Lava that has been creeping toward a small town on the Big Island has stalled just before reaching the town’s main road, officials said Saturday.
Some lava has been breaking out along the sides of the flow, but it’s moving slowly, said Darryl Oliveira, director of Hawaii County civil defense. “At this point, there’s very little activity taking place that’s posing any increased threat to the residents or the community,” Oliveira said.
The flow has stalled about 480 feet (146 meters) from the main road in and out of Pahoa, a town of about 1,000 residents.
Lava has been streaming down the volcano’s flank toward the northeast since June. Last weekend, it crossed a country road. It then smothered part of a cemetery, toppled trees and burned a shed, tires and grass.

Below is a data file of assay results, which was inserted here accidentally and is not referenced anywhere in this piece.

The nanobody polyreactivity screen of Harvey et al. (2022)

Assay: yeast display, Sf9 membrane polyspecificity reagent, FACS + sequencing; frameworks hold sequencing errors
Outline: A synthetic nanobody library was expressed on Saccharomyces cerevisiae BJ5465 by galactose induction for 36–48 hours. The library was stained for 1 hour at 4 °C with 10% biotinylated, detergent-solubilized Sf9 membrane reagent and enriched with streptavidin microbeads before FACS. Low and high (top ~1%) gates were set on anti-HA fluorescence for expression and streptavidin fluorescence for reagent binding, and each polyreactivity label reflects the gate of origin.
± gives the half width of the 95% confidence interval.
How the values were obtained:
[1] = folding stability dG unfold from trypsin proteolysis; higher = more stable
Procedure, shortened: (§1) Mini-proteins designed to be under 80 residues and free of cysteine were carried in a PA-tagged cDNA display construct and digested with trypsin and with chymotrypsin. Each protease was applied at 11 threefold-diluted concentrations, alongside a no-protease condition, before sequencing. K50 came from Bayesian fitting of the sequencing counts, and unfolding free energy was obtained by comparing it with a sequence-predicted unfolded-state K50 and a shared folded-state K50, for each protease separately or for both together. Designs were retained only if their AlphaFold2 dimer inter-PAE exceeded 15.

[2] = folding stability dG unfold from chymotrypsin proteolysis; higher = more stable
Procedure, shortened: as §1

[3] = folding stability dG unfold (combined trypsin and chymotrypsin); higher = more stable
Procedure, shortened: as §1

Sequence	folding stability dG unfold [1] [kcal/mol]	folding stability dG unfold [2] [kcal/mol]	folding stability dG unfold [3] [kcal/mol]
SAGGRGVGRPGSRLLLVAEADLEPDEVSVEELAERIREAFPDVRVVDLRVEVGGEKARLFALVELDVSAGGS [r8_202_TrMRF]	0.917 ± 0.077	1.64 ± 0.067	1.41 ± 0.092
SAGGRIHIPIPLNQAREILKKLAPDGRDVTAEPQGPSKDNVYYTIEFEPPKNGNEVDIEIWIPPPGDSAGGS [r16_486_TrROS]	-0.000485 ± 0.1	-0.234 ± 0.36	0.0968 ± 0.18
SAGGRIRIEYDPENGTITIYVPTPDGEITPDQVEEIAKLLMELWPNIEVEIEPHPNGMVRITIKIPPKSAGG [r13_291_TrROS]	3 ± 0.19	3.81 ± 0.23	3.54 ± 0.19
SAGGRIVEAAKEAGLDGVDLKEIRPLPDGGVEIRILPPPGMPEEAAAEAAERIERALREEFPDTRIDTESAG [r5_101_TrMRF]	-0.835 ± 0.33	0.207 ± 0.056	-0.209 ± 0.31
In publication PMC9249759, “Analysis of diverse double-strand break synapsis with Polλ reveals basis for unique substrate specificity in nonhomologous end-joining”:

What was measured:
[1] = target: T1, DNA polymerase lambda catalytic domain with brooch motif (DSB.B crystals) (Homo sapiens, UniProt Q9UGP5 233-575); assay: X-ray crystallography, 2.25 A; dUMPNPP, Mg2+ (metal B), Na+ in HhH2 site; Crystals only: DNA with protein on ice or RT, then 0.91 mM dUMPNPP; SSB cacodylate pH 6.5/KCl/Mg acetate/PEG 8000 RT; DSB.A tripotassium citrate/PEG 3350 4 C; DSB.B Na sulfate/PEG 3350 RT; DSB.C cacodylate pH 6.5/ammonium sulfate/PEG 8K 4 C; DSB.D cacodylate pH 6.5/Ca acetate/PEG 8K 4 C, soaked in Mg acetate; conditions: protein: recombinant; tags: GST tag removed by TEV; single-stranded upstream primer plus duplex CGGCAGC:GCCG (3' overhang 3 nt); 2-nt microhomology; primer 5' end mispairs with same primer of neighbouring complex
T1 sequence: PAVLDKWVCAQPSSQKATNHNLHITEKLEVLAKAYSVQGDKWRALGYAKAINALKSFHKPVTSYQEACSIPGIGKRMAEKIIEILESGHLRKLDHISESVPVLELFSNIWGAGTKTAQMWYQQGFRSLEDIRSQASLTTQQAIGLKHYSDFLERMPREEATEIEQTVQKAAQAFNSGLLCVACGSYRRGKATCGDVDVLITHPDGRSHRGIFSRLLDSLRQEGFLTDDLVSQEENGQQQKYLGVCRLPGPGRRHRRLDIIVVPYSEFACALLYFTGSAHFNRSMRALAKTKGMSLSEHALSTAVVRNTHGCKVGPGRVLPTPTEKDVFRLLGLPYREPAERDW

Authorities have alerted about 50 households in Pahoa they should be prepared to evacuate.
Small fires from the lava were generating light to moderate amounts of smoke Saturday. Trade winds have been pushing the smoke toward the south and southwest.
Opportunists pose another lava risk, Oliveira said. Someone posing as a government inspector approached a resident living within a blocked-off zone Friday and asked for access to a private property.
No government official is going door-to-door to conduct damage assessments, Oliveira said. He urged residents to ask for identification if they are suspicious and to call police if they see questionable behavior.
Police plan to investigate the fake inspector, Oliveira said.
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